The investigational vaccine, Ad4-H5-VTN, is a recombinant, replicating adenovirus vaccine designed to spur antibodies to hemagglutinin, a protein found on the surface of influenza viruses. It has been developed by Gaithersburg, Maryland company Emergent Biosolutions.
The vaccine platform could be adapted against other viruses including SARS-CoV-2 and HIV.
Advantages over existing vaccines
Immunization with replication-competent recombinant vectors may drive more potent and durable immunity compared to non-replicating vaccines, because they can express viral proteins at higher levels and for longer durations, note the authors of the study.
Additionally, this type of vaccine induces a mucosal immune response that helps limit transmission of viruses that infect mucosal tissues.
The Phase 1 trial administered the vaccine intranasally to 28 study participants, as well as an oral capsule to 10 participants and via a tonsillar swab to 25 participants. The trial covered healthy men and non-pregnant women aged 18-49.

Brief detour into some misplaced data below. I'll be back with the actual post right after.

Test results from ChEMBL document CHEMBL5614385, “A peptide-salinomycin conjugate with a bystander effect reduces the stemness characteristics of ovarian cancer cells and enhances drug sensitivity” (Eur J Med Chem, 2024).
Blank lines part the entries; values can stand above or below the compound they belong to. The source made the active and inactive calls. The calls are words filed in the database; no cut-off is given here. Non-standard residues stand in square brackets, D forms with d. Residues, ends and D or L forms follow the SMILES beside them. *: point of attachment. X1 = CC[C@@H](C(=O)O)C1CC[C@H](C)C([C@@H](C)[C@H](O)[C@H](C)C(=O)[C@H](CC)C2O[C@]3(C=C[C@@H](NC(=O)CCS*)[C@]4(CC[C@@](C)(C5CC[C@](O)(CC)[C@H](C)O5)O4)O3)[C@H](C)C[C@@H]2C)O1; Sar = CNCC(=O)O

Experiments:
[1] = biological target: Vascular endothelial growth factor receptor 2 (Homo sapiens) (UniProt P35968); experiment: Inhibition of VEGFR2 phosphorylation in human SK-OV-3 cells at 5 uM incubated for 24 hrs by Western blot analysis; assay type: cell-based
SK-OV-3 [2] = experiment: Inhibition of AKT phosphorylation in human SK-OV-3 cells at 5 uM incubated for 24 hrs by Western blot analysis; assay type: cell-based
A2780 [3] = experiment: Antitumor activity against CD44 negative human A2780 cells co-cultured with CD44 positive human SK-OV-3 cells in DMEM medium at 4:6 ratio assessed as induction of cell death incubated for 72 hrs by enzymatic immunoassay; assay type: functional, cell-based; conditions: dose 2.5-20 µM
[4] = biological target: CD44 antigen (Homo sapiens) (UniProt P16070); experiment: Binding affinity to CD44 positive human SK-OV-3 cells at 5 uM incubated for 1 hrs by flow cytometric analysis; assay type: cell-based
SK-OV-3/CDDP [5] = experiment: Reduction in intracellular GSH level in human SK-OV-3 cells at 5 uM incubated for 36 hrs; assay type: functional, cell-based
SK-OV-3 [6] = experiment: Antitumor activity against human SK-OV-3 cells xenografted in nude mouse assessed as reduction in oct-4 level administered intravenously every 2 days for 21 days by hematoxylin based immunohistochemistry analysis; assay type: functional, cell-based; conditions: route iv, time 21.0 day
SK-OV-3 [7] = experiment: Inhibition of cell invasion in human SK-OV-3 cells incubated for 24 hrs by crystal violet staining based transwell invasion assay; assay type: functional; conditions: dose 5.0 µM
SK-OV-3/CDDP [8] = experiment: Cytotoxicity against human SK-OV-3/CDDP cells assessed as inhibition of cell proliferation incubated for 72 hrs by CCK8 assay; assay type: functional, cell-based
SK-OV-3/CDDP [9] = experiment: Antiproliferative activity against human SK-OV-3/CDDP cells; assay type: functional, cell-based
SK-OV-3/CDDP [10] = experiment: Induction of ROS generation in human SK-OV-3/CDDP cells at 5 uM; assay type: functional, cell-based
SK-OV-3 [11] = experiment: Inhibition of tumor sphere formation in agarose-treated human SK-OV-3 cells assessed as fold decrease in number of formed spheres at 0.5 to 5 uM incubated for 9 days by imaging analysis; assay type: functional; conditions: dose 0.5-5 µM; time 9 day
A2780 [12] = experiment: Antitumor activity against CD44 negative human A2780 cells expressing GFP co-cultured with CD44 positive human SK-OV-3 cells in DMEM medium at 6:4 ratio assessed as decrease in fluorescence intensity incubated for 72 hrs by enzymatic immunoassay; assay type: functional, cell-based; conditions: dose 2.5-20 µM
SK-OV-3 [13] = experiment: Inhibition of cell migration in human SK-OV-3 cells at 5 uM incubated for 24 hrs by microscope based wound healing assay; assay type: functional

The participants who received the vaccine intranasally or via tonsillar swab showed significantly higher H5-specific neutralizing antibody levels compared to the group receiving the vaccine capsule orally.
The participants who received the intranasal vaccine shed viral DNA for two-to-four weeks, but virus could be cultured for a median of only one day. Participants had evidence of H5-specific CD4+ and CD8+ T-cell responses.
Volunteers who received the intranasal vaccine had high levels of serum neutralizing antibodies at 26 weeks after vaccination, and this level was unchanged at three to five years after a single intranasal dose of the vaccine. The duration of viral shedding correlated with a high magnitude of neutralizing antibody response at week 26. In addition, the intranasal vaccine induced a mucosal antibody response in the nose, mouth and rectum.
Source: K Matsuda et al. A Replication Competent Adenovirus-Vectored Influenza Vaccine Induces Durable Systemic and Mucosal Immunity. Journal of Clinical Investigation DOI: doi.org/10.1172/JCI140794.